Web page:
Potato is the most important non-cereal food crop in the world, that in general represent a non-fattening, nutritious and wholesome food, which supply important nutrients to the human diet. The potato tubers contain considerable amounts of carbohydrates, vitamin C, essential amino acids and minerals. The potato quality includes biological traits (e.g. proteins, carbohydrates and minerals); sensorial traits (e.g. flavor, texture); and industrial traits (e.g. tuber shape, cold sweetening and starch quality). These traits are deemed very important for fresh consumption, where they are most likely to influence consumer’s choice worldwide. Since most quality traits are genetically controlled, breeding work can successfully meet the quality of potato tubers and fulfills the needs of a changing and demanding world. Breeding potato for quality traits requires a continuous flow of new genes and allelic diversity into the Solanum tuberosum gene pool. However, recent advances in conventional and non-conventional breeding methods have significantly improved the possibilities of producing novel genetic variability for selection of new genotypes, especially when biotechnologists and plant breeders pool the existing resources. The genetics, biochemical and physiology of several quality traits is to be given equal importance that ultimately makes breeding efforts less empirical and more predictable.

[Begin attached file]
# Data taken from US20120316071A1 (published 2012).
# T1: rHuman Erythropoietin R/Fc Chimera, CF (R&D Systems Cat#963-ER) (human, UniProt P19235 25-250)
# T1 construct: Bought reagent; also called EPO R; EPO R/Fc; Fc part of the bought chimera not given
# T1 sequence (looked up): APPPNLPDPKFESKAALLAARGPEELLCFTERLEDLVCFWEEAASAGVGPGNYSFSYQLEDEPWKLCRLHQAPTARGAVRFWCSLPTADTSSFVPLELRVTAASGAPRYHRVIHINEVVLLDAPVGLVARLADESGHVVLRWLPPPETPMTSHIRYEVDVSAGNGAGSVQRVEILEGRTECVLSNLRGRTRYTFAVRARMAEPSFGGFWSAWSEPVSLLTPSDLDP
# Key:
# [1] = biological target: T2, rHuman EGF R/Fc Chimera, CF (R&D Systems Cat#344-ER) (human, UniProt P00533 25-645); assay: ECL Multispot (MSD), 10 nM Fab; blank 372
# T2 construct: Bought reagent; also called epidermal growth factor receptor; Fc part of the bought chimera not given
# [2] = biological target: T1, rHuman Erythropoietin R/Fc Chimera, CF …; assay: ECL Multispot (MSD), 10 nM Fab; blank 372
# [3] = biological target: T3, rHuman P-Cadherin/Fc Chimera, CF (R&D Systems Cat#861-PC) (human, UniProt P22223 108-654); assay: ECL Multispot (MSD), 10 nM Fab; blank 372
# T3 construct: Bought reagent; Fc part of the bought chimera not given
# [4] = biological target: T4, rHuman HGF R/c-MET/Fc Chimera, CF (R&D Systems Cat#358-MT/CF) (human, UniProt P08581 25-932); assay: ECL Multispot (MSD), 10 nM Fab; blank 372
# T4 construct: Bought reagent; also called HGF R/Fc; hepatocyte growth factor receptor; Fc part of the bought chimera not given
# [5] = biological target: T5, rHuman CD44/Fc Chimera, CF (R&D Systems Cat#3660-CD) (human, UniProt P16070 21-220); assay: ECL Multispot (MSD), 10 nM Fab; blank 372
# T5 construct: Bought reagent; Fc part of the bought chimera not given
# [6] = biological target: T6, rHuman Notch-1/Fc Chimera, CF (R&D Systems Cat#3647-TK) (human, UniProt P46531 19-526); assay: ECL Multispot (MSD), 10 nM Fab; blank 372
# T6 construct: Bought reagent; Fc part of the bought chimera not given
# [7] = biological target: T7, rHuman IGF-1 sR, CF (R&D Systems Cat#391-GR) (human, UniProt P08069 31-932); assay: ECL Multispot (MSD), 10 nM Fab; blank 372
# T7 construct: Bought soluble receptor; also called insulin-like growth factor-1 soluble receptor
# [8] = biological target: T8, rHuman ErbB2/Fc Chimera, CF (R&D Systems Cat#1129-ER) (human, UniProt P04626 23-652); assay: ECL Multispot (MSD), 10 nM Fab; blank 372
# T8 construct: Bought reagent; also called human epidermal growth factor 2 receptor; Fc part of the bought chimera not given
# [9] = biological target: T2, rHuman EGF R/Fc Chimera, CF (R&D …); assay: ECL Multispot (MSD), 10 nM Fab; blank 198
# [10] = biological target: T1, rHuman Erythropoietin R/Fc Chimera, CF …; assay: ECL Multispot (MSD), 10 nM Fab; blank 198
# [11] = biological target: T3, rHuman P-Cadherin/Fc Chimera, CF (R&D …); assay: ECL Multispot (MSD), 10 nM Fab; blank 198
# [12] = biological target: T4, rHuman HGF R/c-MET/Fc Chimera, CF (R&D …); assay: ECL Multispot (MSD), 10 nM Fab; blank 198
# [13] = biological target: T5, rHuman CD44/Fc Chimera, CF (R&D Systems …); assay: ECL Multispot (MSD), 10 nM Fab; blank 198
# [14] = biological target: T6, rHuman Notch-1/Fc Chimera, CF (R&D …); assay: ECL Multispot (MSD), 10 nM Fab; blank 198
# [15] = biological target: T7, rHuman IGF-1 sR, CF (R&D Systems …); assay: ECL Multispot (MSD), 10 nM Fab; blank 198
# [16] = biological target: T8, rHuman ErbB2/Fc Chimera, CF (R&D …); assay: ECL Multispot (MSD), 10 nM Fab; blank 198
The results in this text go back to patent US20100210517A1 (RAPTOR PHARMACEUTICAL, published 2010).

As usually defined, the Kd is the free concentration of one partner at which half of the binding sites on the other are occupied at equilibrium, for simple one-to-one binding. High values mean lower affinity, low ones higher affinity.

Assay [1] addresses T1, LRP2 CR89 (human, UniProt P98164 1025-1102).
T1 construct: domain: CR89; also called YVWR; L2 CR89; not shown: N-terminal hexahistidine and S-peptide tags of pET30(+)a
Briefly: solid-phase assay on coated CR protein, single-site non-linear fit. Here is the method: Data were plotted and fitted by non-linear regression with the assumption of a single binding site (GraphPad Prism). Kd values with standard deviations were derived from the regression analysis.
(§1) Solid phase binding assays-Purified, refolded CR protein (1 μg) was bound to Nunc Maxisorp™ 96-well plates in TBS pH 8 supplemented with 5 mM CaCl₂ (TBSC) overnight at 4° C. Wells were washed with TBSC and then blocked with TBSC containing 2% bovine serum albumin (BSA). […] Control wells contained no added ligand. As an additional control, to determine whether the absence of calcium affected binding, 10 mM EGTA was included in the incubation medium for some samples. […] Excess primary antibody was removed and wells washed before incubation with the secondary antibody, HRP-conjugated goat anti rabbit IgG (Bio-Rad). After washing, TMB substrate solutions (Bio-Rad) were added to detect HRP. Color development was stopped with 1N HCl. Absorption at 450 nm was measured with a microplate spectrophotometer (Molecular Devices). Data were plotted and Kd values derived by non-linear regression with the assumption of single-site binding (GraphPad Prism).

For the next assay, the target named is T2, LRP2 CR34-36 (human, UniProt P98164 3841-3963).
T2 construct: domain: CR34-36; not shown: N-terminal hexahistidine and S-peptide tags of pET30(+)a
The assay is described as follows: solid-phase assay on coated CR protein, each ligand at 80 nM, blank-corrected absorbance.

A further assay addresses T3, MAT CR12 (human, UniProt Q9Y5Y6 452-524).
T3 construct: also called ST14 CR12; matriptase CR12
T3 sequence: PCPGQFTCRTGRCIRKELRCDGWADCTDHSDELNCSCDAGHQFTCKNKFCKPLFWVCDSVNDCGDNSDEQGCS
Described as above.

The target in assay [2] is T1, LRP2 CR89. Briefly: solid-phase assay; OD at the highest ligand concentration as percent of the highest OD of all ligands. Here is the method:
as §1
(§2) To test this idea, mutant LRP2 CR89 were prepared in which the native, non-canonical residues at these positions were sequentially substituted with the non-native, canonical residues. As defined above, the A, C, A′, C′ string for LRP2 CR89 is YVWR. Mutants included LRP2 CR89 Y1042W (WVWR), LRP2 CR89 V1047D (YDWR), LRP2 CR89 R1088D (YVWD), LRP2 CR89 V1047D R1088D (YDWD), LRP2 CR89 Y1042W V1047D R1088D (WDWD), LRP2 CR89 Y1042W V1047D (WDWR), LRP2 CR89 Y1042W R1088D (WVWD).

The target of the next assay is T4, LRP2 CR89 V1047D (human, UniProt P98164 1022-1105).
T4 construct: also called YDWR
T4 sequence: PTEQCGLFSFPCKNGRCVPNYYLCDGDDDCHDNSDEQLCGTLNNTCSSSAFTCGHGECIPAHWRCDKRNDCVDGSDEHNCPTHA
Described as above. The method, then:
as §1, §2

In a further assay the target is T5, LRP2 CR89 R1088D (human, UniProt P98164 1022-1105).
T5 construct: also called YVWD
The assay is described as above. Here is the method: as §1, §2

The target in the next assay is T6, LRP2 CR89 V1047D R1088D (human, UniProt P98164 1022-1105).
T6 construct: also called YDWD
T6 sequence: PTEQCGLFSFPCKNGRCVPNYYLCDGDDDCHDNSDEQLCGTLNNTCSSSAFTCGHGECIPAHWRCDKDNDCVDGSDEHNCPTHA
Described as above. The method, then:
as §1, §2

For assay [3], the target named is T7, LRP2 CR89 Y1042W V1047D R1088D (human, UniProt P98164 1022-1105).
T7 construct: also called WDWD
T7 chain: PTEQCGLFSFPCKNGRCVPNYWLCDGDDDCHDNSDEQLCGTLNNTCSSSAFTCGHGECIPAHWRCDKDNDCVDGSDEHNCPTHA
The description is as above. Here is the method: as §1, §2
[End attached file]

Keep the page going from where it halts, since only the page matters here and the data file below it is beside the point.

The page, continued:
Part of the book: Potato